All text, maps, charts & photos © Hilton Pond Center


On the morning of 14 September 2021 we were behind the old farmhouse at Hilton Pond Center, setting up with camera and tripod so we could take hand-held photos of birds we had just captured. As we looked down between shots we realized an Eastern Box Turtle, Terrapene carolina, was lumbering in our direction, seemingly unperturbed by our presence. As we stopped our photo work and swapped the macro lens for a longer one the turtle continued his approach, giving us opportunity to focus on him instead.

All text, maps, charts & photos © Hilton Pond Center

This individual has the brightest color of any of the half-dozen or so adult box turtles that reside around the property, and we recognized him immediately because of his unique shell markings. (Carapace decorations are as distinctive for turtles as fingerprints are for humans.) His bright red eyes indicate he is a male; in this species females' irises are usually brown or yellow.

We suspect this male is much older than 40 years--he's been here ever since we arrived in 1982--and theoretically could even be approaching the century mark known for captive specimens. (It's likely wild, free-roaming individuals only make it to the half-century mark.) We're not sure if he recognized us or perceived us as non-threatening, but he stopped only briefly with head out and left hind leg extended before resuming his slow-motion stroll through the grass. Most other local box turtles draw in their appendages and freeze when we encounter them along the trails.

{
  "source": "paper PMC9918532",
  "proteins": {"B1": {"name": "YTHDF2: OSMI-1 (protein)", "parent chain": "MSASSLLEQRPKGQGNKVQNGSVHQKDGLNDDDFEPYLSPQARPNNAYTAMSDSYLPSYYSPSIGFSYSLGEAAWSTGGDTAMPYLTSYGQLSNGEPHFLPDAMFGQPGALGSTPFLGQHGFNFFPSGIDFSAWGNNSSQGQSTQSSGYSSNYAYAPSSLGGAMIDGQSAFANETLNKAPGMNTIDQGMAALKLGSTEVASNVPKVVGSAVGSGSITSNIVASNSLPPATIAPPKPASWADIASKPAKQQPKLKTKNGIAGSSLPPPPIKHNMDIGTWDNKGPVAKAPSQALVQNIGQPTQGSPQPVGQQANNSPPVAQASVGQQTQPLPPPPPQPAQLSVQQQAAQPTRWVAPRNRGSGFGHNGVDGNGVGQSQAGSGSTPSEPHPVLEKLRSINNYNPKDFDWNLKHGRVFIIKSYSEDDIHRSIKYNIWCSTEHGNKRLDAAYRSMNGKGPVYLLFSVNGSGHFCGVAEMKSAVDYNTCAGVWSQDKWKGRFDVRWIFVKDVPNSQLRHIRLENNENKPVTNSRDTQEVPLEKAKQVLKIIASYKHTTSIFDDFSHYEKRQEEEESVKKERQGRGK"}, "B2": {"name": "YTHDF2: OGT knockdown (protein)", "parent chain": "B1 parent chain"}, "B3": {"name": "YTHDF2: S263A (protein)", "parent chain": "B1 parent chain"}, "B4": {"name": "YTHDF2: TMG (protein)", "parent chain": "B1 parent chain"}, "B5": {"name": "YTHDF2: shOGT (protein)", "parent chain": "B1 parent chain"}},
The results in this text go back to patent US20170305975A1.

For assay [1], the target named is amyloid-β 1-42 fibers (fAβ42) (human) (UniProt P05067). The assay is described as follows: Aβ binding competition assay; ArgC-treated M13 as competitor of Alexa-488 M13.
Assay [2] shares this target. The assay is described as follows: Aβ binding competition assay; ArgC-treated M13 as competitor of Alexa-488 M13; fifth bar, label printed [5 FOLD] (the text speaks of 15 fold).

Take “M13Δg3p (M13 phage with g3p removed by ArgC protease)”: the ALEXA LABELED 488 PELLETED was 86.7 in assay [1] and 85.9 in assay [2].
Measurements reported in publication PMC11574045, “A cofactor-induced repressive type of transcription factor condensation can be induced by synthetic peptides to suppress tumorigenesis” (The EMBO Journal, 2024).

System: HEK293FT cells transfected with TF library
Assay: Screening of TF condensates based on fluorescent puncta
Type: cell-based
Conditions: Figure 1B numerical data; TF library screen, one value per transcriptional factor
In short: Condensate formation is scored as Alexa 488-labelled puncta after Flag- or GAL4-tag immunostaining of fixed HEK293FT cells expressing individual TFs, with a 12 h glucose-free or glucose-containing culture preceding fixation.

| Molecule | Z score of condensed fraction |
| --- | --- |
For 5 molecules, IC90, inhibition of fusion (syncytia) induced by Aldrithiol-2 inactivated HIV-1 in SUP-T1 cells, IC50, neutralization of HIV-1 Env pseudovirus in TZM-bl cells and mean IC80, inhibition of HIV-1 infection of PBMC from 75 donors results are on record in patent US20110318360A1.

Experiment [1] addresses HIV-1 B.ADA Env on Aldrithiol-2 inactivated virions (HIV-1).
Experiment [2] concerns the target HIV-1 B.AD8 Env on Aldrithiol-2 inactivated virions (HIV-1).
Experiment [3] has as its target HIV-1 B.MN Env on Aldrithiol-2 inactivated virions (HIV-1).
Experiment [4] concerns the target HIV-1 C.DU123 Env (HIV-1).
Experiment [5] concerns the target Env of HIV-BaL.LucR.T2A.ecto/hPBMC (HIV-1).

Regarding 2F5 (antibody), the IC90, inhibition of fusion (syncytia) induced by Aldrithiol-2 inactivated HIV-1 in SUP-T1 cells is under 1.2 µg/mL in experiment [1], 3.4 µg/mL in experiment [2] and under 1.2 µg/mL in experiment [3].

All text, maps, charts & photos © Hilton Pond Center


Here are a few photos of avian species banded during the second week in September 2021 at Hilton Pond Center:

All text, maps, charts & photos © Hilton Pond Center

Lately we've been watching a couple of Brown-headed Nuthatches (BHNU, above) at the Center's big sunflower seed feeder. They make about 60 visits per hour--each time grabbing just one seed. Then they disappear, likely eating few seeds but caching many in back crevices and other hiding places. Some of these will be found by other enterprising birds, and some will never be seen again. BHNU were relatively common around Hilton Pond before a neighboring farmer clear-cut 60 acres of mature Loblolly Pines in the mid-1990s; even so, counting the one this week we've banded only 54 of them in 40 years.